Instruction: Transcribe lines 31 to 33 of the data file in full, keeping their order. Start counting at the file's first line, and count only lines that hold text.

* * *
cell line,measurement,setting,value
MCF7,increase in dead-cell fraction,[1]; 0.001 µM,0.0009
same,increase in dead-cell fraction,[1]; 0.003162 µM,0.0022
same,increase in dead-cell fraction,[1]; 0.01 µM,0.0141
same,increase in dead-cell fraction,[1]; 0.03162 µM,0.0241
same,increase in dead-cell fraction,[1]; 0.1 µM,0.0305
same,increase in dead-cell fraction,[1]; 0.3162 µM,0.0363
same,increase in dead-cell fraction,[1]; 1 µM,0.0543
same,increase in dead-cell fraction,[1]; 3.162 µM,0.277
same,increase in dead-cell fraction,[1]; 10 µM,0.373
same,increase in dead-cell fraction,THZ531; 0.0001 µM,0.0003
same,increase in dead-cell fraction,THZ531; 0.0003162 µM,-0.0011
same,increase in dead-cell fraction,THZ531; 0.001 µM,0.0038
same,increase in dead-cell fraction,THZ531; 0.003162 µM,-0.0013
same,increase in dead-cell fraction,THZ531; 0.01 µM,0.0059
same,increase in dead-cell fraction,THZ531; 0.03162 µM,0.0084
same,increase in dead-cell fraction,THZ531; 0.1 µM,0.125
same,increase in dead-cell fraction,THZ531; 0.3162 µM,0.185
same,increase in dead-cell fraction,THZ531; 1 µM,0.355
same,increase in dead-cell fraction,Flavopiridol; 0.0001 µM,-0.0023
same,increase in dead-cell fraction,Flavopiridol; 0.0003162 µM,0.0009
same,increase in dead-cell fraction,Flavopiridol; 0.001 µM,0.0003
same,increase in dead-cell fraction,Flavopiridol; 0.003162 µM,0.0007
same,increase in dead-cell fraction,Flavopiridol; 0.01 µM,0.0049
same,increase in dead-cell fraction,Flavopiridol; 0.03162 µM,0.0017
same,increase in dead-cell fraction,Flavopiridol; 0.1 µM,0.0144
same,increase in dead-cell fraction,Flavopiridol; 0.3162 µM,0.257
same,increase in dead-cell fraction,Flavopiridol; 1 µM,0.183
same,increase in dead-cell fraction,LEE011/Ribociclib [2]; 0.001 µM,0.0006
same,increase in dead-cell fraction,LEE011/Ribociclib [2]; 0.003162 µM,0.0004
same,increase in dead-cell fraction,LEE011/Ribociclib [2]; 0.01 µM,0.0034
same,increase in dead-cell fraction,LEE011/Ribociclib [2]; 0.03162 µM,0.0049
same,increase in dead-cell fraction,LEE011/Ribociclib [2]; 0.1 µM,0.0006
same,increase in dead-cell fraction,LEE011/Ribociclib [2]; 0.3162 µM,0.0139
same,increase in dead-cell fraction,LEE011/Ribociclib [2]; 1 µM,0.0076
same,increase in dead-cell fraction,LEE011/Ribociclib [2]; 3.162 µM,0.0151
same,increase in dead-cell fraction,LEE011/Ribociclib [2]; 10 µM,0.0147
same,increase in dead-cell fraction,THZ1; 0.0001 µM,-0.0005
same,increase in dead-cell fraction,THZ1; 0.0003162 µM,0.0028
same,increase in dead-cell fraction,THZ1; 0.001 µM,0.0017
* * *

same,increase in dead-cell fraction,LEE011/Ribociclib [2]; 0.01 µM,0.0034
same,increase in dead-cell fraction,LEE011/Ribociclib [2]; 0.03162 µM,0.0049
same,increase in dead-cell fraction,LEE011/Ribociclib [2]; 0.1 µM,0.0006